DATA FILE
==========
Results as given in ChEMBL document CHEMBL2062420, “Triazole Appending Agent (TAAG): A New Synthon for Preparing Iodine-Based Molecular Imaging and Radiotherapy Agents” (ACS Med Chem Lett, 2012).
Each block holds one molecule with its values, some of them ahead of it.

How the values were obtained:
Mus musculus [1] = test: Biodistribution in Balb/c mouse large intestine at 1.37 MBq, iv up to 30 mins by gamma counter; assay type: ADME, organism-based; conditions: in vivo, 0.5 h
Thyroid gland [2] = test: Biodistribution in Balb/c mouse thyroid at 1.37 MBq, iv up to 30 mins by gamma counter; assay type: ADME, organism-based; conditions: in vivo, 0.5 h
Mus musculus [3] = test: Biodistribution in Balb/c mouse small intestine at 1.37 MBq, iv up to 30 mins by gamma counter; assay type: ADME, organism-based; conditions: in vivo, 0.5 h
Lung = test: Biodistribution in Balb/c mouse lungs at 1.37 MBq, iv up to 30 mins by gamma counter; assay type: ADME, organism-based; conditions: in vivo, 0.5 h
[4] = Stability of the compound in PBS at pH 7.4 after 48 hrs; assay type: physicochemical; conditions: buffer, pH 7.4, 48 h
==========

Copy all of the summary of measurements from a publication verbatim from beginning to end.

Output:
Results as given in ChEMBL document CHEMBL2062420, “Triazole Appending Agent (TAAG): A New Synthon for Preparing Iodine-Based Molecular Imaging and Radiotherapy Agents” (ACS Med Chem Lett, 2012).
Each block holds one molecule with its values, some of them ahead of it.

How the values were obtained:
Mus musculus [1] = test: Biodistribution in Balb/c mouse large intestine at 1.37 MBq, iv up to 30 mins by gamma counter; assay type: ADME, organism-based; conditions: in vivo, 0.5 h
Thyroid gland [2] = test: Biodistribution in Balb/c mouse thyroid at 1.37 MBq, iv up to 30 mins by gamma counter; assay type: ADME, organism-based; conditions: in vivo, 0.5 h
Mus musculus [3] = test: Biodistribution in Balb/c mouse small intestine at 1.37 MBq, iv up to 30 mins by gamma counter; assay type: ADME, organism-based; conditions: in vivo, 0.5 h
Lung = test: Biodistribution in Balb/c mouse lungs at 1.37 MBq, iv up to 30 mins by gamma counter; assay type: ADME, organism-based; conditions: in vivo, 0.5 h
[4] = Stability of the compound in PBS at pH 7.4 after 48 hrs; assay type: physicochemical; conditions: buffer, pH 7.4, 48 h